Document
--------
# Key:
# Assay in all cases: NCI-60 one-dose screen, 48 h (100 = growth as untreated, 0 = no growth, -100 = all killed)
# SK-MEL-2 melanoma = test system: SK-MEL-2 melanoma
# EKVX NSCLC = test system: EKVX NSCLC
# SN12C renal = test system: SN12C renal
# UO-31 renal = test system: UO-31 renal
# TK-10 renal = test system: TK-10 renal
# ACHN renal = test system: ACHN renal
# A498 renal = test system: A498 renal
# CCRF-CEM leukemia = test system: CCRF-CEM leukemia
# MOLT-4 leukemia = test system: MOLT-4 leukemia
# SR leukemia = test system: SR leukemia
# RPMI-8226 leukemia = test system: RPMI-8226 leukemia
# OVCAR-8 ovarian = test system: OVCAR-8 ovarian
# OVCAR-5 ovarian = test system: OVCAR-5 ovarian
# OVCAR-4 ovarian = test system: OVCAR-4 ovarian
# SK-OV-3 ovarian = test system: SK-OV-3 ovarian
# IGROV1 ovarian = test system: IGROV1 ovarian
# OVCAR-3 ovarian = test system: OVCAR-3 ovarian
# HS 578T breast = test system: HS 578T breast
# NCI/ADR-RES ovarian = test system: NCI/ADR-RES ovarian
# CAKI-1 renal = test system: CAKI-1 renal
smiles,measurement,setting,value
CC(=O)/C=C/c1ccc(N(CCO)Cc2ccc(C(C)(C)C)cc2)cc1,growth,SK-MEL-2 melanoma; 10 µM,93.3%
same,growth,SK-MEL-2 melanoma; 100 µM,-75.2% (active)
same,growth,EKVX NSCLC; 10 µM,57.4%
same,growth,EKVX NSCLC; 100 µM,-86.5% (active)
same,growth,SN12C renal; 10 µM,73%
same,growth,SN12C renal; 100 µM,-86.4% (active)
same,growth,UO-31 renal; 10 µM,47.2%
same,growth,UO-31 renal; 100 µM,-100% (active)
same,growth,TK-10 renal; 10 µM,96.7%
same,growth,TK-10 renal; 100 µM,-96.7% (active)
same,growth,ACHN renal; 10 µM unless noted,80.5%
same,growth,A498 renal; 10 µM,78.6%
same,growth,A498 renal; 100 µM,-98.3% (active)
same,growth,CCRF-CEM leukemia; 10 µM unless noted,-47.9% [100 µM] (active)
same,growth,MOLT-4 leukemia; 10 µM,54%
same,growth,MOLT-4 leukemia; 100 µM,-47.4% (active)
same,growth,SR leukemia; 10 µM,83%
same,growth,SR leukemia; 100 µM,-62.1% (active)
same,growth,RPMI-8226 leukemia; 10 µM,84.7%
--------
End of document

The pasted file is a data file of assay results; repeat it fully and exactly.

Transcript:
# Key:
# Assay in all cases: NCI-60 one-dose screen, 48 h (100 = growth as untreated, 0 = no growth, -100 = all killed)
# SK-MEL-2 melanoma = test system: SK-MEL-2 melanoma
# EKVX NSCLC = test system: EKVX NSCLC
# SN12C renal = test system: SN12C renal
# UO-31 renal = test system: UO-31 renal
# TK-10 renal = test system: TK-10 renal
# ACHN renal = test system: ACHN renal
# A498 renal = test system: A498 renal
# CCRF-CEM leukemia = test system: CCRF-CEM leukemia
# MOLT-4 leukemia = test system: MOLT-4 leukemia
# SR leukemia = test system: SR leukemia
# RPMI-8226 leukemia = test system: RPMI-8226 leukemia
# OVCAR-8 ovarian = test system: OVCAR-8 ovarian
# OVCAR-5 ovarian = test system: OVCAR-5 ovarian
# OVCAR-4 ovarian = test system: OVCAR-4 ovarian
# SK-OV-3 ovarian = test system: SK-OV-3 ovarian
# IGROV1 ovarian = test system: IGROV1 ovarian
# OVCAR-3 ovarian = test system: OVCAR-3 ovarian
# HS 578T breast = test system: HS 578T breast
# NCI/ADR-RES ovarian = test system: NCI/ADR-RES ovarian
# CAKI-1 renal = test system: CAKI-1 renal
smiles,measurement,setting,value
CC(=O)/C=C/c1ccc(N(CCO)Cc2ccc(C(C)(C)C)cc2)cc1,growth,SK-MEL-2 melanoma; 10 µM,93.3%
same,growth,SK-MEL-2 melanoma; 100 µM,-75.2% (active)
same,growth,EKVX NSCLC; 10 µM,57.4%
same,growth,EKVX NSCLC; 100 µM,-86.5% (active)
same,growth,SN12C renal; 10 µM,73%
same,growth,SN12C renal; 100 µM,-86.4% (active)
same,growth,UO-31 renal; 10 µM,47.2%
same,growth,UO-31 renal; 100 µM,-100% (active)
same,growth,TK-10 renal; 10 µM,96.7%
same,growth,TK-10 renal; 100 µM,-96.7% (active)
same,growth,ACHN renal; 10 µM unless noted,80.5%
same,growth,A498 renal; 10 µM,78.6%
same,growth,A498 renal; 100 µM,-98.3% (active)
same,growth,CCRF-CEM leukemia; 10 µM unless noted,-47.9% [100 µM] (active)
same,growth,MOLT-4 leukemia; 10 µM,54%
same,growth,MOLT-4 leukemia; 100 µM,-47.4% (active)
same,growth,SR leukemia; 10 µM,83%
same,growth,SR leukemia; 100 µM,-62.1% (active)
same,growth,RPMI-8226 leukemia; 10 µM,84.7%